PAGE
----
For the first week or two after becoming infected, the virus will multiply in the body, usually causing no symptoms. Children may appear irritable during this time. After this period of incubation, symptoms begin to appear. Children will develop a sudden high fever as high as 39°C to 40°C (102.2°F to 104°F) lasting 3 to 5 days. Despite the fever, children are usually alert and do not appear ill. However, some children may also have a mild sore throat, runny nose, cough, swollen glands, and mild diarrhea either before or during the fever. Some children also experience fatigue, swollen eyelids, and a decreased appetite.
The fever will usually subside by the fourth day, but this is followed by a characteristic faint, rosy-pink widespread rash that may develop. Small, flat, discoloured spots on the skin with tiny raised bumps (2 mm to 5 mm in diameter) first appear on the trunk of the body. This rash may then spread to the neck and legs, but rarely will it involve the face. This rash is neither itchy nor pus-forming and tends to whiten when pressure is applied to the reddened area. Typically, the rash will clear within a few hours, but may last up to 2 days. For some people, the rash may even be mild enough to go unnoticed or may not even appear.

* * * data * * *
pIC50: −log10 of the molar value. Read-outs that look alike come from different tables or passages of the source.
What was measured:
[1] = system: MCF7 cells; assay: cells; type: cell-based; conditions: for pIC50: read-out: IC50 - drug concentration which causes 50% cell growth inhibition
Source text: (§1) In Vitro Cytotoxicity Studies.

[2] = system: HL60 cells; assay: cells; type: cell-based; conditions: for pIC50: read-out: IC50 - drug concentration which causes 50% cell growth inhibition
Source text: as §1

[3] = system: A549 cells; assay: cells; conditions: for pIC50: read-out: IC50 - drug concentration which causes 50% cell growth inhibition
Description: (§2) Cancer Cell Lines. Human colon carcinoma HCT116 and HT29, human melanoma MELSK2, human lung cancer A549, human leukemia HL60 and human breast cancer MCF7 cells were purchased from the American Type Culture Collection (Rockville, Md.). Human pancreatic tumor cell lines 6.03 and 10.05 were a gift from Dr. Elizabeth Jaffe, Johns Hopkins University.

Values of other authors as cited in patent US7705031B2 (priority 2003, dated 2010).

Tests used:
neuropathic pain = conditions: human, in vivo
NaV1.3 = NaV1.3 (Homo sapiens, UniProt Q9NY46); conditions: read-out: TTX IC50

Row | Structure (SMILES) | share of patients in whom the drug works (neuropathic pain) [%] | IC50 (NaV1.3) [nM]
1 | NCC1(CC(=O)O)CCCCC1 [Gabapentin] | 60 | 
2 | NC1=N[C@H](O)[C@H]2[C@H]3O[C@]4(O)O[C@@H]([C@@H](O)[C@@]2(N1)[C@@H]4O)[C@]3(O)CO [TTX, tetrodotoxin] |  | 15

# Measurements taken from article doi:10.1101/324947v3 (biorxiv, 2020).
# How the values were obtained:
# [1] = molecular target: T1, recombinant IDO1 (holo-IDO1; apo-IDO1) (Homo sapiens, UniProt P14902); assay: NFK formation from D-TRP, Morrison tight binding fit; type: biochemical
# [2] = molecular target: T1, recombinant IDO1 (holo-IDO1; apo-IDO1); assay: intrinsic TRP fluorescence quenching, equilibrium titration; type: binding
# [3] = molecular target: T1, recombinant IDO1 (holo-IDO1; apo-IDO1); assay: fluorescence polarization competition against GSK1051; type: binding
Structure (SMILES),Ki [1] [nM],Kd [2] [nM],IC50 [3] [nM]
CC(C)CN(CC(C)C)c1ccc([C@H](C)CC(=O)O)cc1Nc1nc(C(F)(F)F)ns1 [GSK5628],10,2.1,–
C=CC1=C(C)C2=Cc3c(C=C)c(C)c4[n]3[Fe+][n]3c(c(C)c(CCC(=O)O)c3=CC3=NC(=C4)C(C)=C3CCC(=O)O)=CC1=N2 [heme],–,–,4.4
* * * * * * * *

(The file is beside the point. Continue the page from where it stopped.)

The sudden onset of a high fever may cause convulsions or seizures called febrile seizures. This is more common in infants and young children between the ages of 6 months to 3 years and occurs in 6% to15% of children. If your child does experience a febrile seizure, get immediate medical attention. Fortunately, febrile seizures are usually very short and are very rarely harmful. Aside from febrile seizures, complications in children are rare.
Roseola in adults can cause severe complications including meningoencephalitis, an infection of the brain tissue and its surrounding layers, or hepatitis, an inflammation of the liver.